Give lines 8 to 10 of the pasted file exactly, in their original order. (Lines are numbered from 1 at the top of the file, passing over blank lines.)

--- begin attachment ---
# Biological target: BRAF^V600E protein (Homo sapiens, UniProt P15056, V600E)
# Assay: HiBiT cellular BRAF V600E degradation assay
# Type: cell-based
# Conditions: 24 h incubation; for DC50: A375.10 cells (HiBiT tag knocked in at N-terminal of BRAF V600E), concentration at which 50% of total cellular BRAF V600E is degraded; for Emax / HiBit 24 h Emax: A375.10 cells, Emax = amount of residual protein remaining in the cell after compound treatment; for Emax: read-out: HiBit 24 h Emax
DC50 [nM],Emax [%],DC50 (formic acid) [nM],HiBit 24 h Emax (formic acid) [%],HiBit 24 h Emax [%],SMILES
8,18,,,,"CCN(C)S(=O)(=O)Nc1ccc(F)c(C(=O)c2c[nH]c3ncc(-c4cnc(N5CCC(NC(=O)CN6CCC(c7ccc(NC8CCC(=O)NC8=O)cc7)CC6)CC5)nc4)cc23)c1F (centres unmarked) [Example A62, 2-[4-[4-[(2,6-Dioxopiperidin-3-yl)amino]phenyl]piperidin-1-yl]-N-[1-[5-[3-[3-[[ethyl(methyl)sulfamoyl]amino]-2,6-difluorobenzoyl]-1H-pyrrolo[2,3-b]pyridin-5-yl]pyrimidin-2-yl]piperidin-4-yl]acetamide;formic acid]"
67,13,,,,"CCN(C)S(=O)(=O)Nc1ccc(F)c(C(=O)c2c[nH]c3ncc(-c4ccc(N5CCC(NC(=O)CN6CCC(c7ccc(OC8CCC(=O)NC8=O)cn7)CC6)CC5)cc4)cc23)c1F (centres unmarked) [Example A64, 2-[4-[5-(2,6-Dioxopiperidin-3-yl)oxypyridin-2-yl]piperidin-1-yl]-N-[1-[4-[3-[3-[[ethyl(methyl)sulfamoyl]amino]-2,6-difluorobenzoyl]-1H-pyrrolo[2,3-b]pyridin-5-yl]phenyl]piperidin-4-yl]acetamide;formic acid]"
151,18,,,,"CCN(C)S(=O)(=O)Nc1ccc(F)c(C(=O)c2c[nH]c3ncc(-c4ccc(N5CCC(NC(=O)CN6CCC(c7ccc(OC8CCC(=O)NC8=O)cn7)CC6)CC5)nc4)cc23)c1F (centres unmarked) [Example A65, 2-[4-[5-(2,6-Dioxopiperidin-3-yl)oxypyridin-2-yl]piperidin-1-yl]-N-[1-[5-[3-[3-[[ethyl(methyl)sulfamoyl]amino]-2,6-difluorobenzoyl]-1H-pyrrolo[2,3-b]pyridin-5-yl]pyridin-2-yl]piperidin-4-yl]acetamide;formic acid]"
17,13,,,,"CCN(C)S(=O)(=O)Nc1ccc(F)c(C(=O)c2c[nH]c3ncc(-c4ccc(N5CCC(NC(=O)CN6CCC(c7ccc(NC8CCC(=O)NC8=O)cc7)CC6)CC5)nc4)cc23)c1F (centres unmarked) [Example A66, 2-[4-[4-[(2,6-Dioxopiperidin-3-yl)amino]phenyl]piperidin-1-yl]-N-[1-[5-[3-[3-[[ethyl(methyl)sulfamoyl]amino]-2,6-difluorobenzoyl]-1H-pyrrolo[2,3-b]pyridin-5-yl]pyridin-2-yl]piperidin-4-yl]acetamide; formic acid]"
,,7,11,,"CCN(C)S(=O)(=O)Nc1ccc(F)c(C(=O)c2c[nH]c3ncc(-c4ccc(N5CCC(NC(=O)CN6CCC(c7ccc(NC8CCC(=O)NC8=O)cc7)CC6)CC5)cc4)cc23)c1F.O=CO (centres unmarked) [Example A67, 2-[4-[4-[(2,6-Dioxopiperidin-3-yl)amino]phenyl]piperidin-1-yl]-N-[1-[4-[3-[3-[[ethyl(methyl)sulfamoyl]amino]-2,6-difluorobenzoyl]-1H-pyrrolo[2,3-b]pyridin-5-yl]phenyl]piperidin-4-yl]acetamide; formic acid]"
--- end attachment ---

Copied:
151,18,,,,"CCN(C)S(=O)(=O)Nc1ccc(F)c(C(=O)c2c[nH]c3ncc(-c4ccc(N5CCC(NC(=O)CN6CCC(c7ccc(OC8CCC(=O)NC8=O)cn7)CC6)CC5)nc4)cc23)c1F (centres unmarked) [Example A65, 2-[4-[5-(2,6-Dioxopiperidin-3-yl)oxypyridin-2-yl]piperidin-1-yl]-N-[1-[5-[3-[3-[[ethyl(methyl)sulfamoyl]amino]-2,6-difluorobenzoyl]-1H-pyrrolo[2,3-b]pyridin-5-yl]pyridin-2-yl]piperidin-4-yl]acetamide;formic acid]"
17,13,,,,"CCN(C)S(=O)(=O)Nc1ccc(F)c(C(=O)c2c[nH]c3ncc(-c4ccc(N5CCC(NC(=O)CN6CCC(c7ccc(NC8CCC(=O)NC8=O)cc7)CC6)CC5)nc4)cc23)c1F (centres unmarked) [Example A66, 2-[4-[4-[(2,6-Dioxopiperidin-3-yl)amino]phenyl]piperidin-1-yl]-N-[1-[5-[3-[3-[[ethyl(methyl)sulfamoyl]amino]-2,6-difluorobenzoyl]-1H-pyrrolo[2,3-b]pyridin-5-yl]pyridin-2-yl]piperidin-4-yl]acetamide; formic acid]"
,,7,11,,"CCN(C)S(=O)(=O)Nc1ccc(F)c(C(=O)c2c[nH]c3ncc(-c4ccc(N5CCC(NC(=O)CN6CCC(c7ccc(NC8CCC(=O)NC8=O)cc7)CC6)CC5)cc4)cc23)c1F.O=CO (centres unmarked) [Example A67, 2-[4-[4-[(2,6-Dioxopiperidin-3-yl)amino]phenyl]piperidin-1-yl]-N-[1-[4-[3-[3-[[ethyl(methyl)sulfamoyl]amino]-2,6-difluorobenzoyl]-1H-pyrrolo[2,3-b]pyridin-5-yl]phenyl]piperidin-4-yl]acetamide; formic acid]"